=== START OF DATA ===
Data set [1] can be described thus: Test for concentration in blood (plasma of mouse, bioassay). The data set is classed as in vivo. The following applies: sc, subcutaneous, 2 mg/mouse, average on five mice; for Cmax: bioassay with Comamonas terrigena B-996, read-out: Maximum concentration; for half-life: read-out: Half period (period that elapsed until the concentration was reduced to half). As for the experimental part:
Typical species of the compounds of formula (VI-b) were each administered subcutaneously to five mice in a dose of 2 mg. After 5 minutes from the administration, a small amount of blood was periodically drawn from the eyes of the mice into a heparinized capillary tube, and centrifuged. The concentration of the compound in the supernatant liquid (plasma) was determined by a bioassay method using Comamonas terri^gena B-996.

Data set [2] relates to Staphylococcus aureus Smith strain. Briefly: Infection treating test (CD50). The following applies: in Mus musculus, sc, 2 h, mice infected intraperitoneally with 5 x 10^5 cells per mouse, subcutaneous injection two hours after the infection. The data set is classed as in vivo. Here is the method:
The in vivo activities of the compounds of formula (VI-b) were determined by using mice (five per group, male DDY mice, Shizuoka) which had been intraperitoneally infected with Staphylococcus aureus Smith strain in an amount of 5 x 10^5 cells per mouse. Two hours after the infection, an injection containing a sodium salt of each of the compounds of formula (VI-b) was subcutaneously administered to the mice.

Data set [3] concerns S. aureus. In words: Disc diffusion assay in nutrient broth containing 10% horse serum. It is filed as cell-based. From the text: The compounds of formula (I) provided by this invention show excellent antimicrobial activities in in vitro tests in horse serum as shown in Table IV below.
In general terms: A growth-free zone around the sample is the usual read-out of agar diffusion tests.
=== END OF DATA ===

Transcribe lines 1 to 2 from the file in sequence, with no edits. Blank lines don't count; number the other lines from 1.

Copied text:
Data set [1] can be described thus: Test for concentration in blood (plasma of mouse, bioassay). The data set is classed as in vivo. The following applies: sc, subcutaneous, 2 mg/mouse, average on five mice; for Cmax: bioassay with Comamonas terrigena B-996, read-out: Maximum concentration; for half-life: read-out: Half period (period that elapsed until the concentration was reduced to half). As for the experimental part:
Typical species of the compounds of formula (VI-b) were each administered subcutaneously to five mice in a dose of 2 mg. After 5 minutes from the administration, a small amount of blood was periodically drawn from the eyes of the mice into a heparinized capillary tube, and centrifuged. The concentration of the compound in the supernatant liquid (plasma) was determined by a bioassay method using Comamonas terri^gena B-996.